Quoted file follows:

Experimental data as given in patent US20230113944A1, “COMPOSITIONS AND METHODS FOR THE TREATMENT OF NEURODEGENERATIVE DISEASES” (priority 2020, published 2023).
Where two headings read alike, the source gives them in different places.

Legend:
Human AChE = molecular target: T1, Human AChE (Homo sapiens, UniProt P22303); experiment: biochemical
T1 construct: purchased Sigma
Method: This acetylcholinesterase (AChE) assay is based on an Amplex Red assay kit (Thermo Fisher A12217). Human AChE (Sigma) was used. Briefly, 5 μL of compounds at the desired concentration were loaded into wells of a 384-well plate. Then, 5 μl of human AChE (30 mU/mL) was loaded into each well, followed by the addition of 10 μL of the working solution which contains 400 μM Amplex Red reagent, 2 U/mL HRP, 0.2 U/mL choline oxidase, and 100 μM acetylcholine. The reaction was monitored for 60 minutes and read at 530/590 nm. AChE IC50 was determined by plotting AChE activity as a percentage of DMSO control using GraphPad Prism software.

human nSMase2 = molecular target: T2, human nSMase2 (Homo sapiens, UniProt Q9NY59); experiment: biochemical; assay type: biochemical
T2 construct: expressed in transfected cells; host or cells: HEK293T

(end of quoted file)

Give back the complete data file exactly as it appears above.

Experimental data as given in patent US20230113944A1, “COMPOSITIONS AND METHODS FOR THE TREATMENT OF NEURODEGENERATIVE DISEASES” (priority 2020, published 2023).
Where two headings read alike, the source gives them in different places.

Legend:
Human AChE = molecular target: T1, Human AChE (Homo sapiens, UniProt P22303); experiment: biochemical
T1 construct: purchased Sigma
Method: This acetylcholinesterase (AChE) assay is based on an Amplex Red assay kit (Thermo Fisher A12217). Human AChE (Sigma) was used. Briefly, 5 μL of compounds at the desired concentration were loaded into wells of a 384-well plate. Then, 5 μl of human AChE (30 mU/mL) was loaded into each well, followed by the addition of 10 μL of the working solution which contains 400 μM Amplex Red reagent, 2 U/mL HRP, 0.2 U/mL choline oxidase, and 100 μM acetylcholine. The reaction was monitored for 60 minutes and read at 530/590 nm. AChE IC50 was determined by plotting AChE activity as a percentage of DMSO control using GraphPad Prism software.

human nSMase2 = molecular target: T2, human nSMase2 (Homo sapiens, UniProt Q9NY59); experiment: biochemical; assay type: biochemical
T2 construct: expressed in transfected cells; host or cells: HEK293T